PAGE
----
Progress Of GGR 2018 In The Weekend Preceding Christmas

December 21st heralded the winter solstice, deemed the longest day in the Southern Hemisphere when the sun declines most towards the south. It also marks a period when the weather is unsettling but it was fine for the race course marked for the Golden Globe race fleet.

On December 19th Uku Randmaa, third placed, covered the Cape Horn bend; the Estonian, 55 years of age, has been here before when he was circumnavigating in 2011 but it was a sighting that was emotional for him. He texted that he saw the horn and was thankful to the gods for such a sighting and for the good tidings he hopes it brings to his vessel. He also thanked St Mawes for the fruitcake that was presented to each skipper to the Horn by the St Mawes Sailing Club at Cornwall.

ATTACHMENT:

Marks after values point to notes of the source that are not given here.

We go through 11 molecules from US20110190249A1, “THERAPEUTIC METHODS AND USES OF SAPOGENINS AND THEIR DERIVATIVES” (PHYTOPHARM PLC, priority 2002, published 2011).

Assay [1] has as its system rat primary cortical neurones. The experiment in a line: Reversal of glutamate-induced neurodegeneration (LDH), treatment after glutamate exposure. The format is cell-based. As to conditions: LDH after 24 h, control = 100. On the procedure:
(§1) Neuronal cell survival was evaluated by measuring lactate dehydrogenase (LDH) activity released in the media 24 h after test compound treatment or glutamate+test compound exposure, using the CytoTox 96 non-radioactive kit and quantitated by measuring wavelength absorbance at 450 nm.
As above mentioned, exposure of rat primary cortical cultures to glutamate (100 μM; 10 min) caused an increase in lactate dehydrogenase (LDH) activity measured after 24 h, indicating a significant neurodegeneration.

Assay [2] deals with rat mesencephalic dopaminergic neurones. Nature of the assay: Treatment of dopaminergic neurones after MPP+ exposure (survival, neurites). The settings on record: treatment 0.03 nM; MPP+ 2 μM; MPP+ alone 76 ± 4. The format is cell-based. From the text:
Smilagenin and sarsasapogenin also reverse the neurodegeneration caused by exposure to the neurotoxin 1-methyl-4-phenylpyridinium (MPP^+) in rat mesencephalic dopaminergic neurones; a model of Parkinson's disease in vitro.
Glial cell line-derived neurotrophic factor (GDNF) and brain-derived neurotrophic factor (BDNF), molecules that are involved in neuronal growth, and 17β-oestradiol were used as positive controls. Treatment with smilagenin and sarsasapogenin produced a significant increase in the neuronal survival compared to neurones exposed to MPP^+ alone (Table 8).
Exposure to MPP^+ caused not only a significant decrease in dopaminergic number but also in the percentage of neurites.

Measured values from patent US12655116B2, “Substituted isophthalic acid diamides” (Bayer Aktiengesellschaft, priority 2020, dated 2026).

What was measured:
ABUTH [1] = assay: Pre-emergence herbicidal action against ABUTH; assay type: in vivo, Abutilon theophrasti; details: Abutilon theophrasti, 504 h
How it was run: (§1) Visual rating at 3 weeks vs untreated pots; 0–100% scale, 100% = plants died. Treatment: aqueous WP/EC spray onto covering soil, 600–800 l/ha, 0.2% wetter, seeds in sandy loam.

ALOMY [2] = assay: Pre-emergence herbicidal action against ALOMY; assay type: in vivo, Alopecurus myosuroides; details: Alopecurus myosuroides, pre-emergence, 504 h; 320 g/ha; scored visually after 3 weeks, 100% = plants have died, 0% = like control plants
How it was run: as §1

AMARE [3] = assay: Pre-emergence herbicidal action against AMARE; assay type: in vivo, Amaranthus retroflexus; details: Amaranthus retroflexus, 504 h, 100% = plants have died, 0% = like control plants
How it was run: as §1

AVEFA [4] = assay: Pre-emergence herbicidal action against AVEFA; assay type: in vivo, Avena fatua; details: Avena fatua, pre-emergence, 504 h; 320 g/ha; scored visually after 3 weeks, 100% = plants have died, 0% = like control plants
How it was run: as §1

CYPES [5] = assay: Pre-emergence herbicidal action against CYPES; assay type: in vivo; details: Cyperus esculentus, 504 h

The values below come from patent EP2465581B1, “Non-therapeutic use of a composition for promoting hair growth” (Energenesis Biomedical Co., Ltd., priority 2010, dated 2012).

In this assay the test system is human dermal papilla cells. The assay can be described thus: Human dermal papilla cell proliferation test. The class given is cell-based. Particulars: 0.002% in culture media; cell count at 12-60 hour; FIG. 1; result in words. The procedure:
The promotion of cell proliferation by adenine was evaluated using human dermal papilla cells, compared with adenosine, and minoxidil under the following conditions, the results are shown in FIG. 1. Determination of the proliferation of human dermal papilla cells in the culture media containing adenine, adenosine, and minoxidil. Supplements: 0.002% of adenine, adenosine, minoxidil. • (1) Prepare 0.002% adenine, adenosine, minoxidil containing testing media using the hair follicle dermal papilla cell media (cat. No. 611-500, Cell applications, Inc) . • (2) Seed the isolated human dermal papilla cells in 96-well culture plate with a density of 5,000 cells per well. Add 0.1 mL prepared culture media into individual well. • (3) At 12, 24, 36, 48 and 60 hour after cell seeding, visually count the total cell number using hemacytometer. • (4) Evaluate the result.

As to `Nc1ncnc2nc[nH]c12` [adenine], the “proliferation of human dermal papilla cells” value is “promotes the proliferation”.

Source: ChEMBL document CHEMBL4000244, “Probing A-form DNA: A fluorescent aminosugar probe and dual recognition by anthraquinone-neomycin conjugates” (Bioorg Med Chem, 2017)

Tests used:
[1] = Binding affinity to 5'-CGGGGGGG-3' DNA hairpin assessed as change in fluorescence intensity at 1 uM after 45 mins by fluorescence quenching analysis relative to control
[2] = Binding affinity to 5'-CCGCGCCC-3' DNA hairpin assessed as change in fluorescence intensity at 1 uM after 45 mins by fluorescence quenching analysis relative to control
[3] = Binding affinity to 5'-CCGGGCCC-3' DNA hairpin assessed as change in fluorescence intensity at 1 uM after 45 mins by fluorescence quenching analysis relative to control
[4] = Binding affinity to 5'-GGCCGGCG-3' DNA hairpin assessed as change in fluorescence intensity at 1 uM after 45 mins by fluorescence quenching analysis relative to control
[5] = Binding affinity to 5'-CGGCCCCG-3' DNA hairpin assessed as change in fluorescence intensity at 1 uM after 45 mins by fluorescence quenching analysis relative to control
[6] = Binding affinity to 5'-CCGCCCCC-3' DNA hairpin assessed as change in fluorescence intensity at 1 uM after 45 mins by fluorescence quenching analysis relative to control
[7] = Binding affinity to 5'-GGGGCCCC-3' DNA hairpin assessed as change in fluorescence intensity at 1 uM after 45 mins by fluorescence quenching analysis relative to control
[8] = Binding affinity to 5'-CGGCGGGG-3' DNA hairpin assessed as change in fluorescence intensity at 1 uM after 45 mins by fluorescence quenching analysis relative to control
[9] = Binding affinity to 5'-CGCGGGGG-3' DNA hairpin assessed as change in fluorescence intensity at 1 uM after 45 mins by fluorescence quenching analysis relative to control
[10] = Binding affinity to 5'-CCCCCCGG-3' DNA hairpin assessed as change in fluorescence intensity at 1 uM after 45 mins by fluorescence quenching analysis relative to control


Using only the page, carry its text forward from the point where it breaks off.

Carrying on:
Mark Slats remains 2163 miles ahead of Uku and was sailing his Rustler 36 vessel at a high speed, taking advantage of the windward currents at 6 knots. The forecast showed that he could continue headwinds in the forthcoming days. The Dutchman sent a text message stating that all was good and that life was a bit boring as he was beating windward. For Van Den Heede, it was a constant angle of sleeping, eating and having to sustain on a deck that is spray soaked constantly. He sees Slats moving up on his lead but he gets further north every day at 5-6 knots. However, he has hard work as well since his mast being damaged, limits his performance upwind.

Istvan Kopar, the American/Hungarian sailor who is fourth placed in the race, sat through heavy weather conditions as he approached the Cape Horn. His vessel survived a big storm and is still going strong and moving east as fast as it can.